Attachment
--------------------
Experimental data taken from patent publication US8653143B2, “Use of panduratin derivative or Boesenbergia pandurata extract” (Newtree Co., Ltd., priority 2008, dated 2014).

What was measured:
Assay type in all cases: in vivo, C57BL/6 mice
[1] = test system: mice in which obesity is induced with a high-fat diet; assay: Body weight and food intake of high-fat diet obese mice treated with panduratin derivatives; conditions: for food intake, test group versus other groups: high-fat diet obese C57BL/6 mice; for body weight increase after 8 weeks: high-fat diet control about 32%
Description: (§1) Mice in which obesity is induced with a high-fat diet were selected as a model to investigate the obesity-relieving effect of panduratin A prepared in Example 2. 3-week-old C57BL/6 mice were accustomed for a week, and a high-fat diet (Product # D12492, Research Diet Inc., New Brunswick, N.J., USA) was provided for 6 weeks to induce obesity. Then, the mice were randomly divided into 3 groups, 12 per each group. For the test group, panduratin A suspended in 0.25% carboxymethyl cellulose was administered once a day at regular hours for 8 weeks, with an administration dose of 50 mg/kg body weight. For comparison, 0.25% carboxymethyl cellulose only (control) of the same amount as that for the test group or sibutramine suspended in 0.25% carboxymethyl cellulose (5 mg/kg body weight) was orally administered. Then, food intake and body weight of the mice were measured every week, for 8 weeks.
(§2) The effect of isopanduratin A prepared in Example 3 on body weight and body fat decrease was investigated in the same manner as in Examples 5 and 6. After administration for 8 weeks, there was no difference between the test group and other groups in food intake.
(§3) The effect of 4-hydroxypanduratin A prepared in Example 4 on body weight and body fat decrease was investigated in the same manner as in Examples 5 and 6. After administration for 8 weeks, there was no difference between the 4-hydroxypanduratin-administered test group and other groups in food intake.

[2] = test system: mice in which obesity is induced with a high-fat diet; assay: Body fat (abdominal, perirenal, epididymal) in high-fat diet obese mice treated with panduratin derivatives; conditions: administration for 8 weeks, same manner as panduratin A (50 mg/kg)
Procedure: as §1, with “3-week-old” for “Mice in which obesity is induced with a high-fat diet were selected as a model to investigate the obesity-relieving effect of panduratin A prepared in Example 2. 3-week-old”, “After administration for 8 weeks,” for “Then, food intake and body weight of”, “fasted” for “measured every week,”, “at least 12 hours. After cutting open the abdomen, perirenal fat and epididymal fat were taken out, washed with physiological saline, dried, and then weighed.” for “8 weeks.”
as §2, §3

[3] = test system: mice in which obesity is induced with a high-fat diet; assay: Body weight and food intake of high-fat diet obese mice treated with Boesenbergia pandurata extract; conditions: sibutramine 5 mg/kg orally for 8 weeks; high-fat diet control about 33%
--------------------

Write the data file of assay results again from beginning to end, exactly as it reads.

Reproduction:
Experimental data taken from patent publication US8653143B2, “Use of panduratin derivative or Boesenbergia pandurata extract” (Newtree Co., Ltd., priority 2008, dated 2014).

What was measured:
Assay type in all cases: in vivo, C57BL/6 mice
[1] = test system: mice in which obesity is induced with a high-fat diet; assay: Body weight and food intake of high-fat diet obese mice treated with panduratin derivatives; conditions: for food intake, test group versus other groups: high-fat diet obese C57BL/6 mice; for body weight increase after 8 weeks: high-fat diet control about 32%
Description: (§1) Mice in which obesity is induced with a high-fat diet were selected as a model to investigate the obesity-relieving effect of panduratin A prepared in Example 2. 3-week-old C57BL/6 mice were accustomed for a week, and a high-fat diet (Product # D12492, Research Diet Inc., New Brunswick, N.J., USA) was provided for 6 weeks to induce obesity. Then, the mice were randomly divided into 3 groups, 12 per each group. For the test group, panduratin A suspended in 0.25% carboxymethyl cellulose was administered once a day at regular hours for 8 weeks, with an administration dose of 50 mg/kg body weight. For comparison, 0.25% carboxymethyl cellulose only (control) of the same amount as that for the test group or sibutramine suspended in 0.25% carboxymethyl cellulose (5 mg/kg body weight) was orally administered. Then, food intake and body weight of the mice were measured every week, for 8 weeks.
(§2) The effect of isopanduratin A prepared in Example 3 on body weight and body fat decrease was investigated in the same manner as in Examples 5 and 6. After administration for 8 weeks, there was no difference between the test group and other groups in food intake.
(§3) The effect of 4-hydroxypanduratin A prepared in Example 4 on body weight and body fat decrease was investigated in the same manner as in Examples 5 and 6. After administration for 8 weeks, there was no difference between the 4-hydroxypanduratin-administered test group and other groups in food intake.

[2] = test system: mice in which obesity is induced with a high-fat diet; assay: Body fat (abdominal, perirenal, epididymal) in high-fat diet obese mice treated with panduratin derivatives; conditions: administration for 8 weeks, same manner as panduratin A (50 mg/kg)
Procedure: as §1, with “3-week-old” for “Mice in which obesity is induced with a high-fat diet were selected as a model to investigate the obesity-relieving effect of panduratin A prepared in Example 2. 3-week-old”, “After administration for 8 weeks,” for “Then, food intake and body weight of”, “fasted” for “measured every week,”, “at least 12 hours. After cutting open the abdomen, perirenal fat and epididymal fat were taken out, washed with physiological saline, dried, and then weighed.” for “8 weeks.”
as §2, §3

[3] = test system: mice in which obesity is induced with a high-fat diet; assay: Body weight and food intake of high-fat diet obese mice treated with Boesenbergia pandurata extract; conditions: sibutramine 5 mg/kg orally for 8 weeks; high-fat diet control about 33%